About this item

In 1994, Yuyi Morales left her home in Xalapa, Mexico and came to the US with her infant son. She left behind nearly everything she owned, but she didn't come empty-handed.

She brought her strength, her work, her passion, her hopes and dreams...and her stories. Caldecott Honor artist and five-time Pura Belpré winner Yuyi Morales's gorgeous new picture book Dreamers is about making a home in a new place. Yuyi and her son Kelly's passage was not easy, and Yuyi spoke no English whatsoever at the time. But together, they found an unexpected, unbelievable place: the public library. There, book by book, they untangled the language of this strange new land, and learned to make their home within it.
Dreamers is a celebration of what migrantes bring with them when they leave their homes. It's a story about family. And it's a story to remind us that we are all dreamers, bringing our own gifts wherever we roam. Beautiful and powerful at any time but given particular urgency as the status of our own Dreamers becomes uncertain, this is a story that is both topical and timeless.
The lyrical text is followed by a brief autobiographical essay about Yuyi's own experience, a list of book that inspired her (and still do) , and a description of the beautiful images, textures, and mementos she used to create this book.
A parallel Spanish-language edition, Soñadores, is also available.



About the Author

Yuyi Morales

Born in Mexico and raised among giant grandmothers, mossy house walls, and rampaging feral gardens, Yuyi Morales fostered a strong bond with the magical stories that ran in her family. Since having immigrated to the USA in 1994, she has drawn from her family's legacy and her heritage to create some of the most celebrated Latino works for children's books.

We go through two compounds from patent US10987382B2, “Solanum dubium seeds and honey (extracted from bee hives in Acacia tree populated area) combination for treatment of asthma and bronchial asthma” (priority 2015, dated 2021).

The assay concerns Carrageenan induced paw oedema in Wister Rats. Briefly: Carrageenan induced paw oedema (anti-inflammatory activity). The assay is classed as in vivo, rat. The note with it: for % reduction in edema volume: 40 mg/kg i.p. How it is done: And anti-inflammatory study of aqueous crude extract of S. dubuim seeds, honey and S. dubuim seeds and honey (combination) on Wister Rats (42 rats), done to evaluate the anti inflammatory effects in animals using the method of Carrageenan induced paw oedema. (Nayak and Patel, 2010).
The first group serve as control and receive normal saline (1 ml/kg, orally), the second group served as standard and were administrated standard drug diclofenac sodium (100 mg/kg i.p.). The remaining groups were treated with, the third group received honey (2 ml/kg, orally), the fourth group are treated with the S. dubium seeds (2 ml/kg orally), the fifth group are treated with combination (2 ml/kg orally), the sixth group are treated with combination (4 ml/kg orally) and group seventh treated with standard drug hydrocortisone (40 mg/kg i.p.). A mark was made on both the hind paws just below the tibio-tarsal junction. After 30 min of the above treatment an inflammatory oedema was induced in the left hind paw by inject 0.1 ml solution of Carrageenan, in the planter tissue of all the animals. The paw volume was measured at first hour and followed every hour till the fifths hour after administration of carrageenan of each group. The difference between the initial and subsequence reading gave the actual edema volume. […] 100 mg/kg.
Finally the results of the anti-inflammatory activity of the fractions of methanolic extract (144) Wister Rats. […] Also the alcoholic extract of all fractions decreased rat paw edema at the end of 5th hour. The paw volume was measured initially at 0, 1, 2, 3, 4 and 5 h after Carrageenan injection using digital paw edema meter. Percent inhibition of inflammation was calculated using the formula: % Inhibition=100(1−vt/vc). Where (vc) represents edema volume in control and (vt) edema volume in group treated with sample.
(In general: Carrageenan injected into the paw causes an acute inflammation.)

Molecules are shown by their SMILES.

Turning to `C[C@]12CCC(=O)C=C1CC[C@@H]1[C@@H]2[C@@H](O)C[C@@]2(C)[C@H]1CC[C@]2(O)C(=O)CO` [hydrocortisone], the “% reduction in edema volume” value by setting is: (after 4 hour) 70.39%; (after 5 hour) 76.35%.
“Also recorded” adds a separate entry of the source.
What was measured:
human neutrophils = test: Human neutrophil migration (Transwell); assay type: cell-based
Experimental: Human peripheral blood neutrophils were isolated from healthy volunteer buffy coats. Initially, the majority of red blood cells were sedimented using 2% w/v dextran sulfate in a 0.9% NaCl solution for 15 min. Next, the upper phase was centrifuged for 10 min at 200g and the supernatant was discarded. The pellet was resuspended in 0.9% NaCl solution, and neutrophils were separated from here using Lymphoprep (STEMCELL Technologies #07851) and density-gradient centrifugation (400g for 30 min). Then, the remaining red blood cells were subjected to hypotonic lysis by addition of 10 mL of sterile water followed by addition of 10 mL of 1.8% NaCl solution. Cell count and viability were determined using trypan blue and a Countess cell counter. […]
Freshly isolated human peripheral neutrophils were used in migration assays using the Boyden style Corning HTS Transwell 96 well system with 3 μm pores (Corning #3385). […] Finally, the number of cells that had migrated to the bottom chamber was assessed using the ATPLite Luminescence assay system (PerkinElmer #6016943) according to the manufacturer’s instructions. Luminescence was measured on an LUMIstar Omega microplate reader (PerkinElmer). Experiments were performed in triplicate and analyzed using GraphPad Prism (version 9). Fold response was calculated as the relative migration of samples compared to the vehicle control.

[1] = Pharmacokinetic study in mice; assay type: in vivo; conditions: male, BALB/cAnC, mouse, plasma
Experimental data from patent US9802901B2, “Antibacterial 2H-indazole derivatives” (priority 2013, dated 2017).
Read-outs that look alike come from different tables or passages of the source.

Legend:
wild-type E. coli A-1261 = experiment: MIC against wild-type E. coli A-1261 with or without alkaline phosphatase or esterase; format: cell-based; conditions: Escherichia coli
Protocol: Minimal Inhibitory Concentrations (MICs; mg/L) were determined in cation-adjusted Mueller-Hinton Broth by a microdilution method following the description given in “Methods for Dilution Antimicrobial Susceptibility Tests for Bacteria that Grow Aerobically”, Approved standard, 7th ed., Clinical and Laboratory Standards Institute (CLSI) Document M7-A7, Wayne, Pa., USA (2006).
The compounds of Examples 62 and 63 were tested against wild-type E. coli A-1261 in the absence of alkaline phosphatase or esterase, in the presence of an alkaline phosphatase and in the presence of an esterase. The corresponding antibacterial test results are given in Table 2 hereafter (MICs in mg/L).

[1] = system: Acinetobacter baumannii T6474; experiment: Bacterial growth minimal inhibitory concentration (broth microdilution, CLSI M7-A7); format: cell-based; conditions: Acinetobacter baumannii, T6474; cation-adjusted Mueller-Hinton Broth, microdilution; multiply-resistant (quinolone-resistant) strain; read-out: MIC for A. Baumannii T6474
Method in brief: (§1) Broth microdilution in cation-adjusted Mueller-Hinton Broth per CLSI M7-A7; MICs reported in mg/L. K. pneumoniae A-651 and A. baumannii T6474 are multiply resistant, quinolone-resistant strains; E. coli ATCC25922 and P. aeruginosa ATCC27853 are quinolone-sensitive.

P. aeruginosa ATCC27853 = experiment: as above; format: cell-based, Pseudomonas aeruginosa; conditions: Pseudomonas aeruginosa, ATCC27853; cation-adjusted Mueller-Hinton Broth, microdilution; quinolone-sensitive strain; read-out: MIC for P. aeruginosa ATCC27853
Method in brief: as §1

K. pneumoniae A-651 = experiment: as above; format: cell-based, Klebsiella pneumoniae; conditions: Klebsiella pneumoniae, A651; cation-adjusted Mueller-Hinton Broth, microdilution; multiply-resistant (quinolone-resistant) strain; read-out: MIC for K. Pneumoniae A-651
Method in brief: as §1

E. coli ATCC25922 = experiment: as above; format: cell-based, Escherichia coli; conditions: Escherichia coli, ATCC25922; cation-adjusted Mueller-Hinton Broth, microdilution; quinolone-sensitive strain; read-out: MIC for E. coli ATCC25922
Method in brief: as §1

Yuyi is the 2004 winner of the Pura Belpre Medal for Illustration for her book Just a Minute: A Trickster Tale and Counting Book as well as the 2008 winner for Los Gatos Black on Halloween (written by Marissa Montes) , given to a Latino illustrator whose work best portrays, affirms, and celebrates the Latino cultural experience in an outstanding work of literature for children and youth.
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Her book Harvesting Hope; The story of Cesar Chavez (written by Kathell Krull) , was the recipient of the Christopher Award and the Jane Adams Award, and was deemed one of the best books of 2003 by Child Magazine, San Francisco Chronicle, and School Library Journal.

Yuyi is also the creator of ALA notable book, Little Night, co-released in Spanish as Nochecita, and winner of the 2008 SCBWI Golden Kite Medal.
Some of other recognitions her work has received include the Americas Award, the California book Award, and the Tomas Rivera Award won in 2004 and 2008.

Asked about her work Yuyi says, "I strive to capture the incredible beauty of the every day forms using textures and colors as another way to reveal the heart of the story. I also pursue glow and luminosity with resolve. If I could ask for a talent, it would be to become a color genius."



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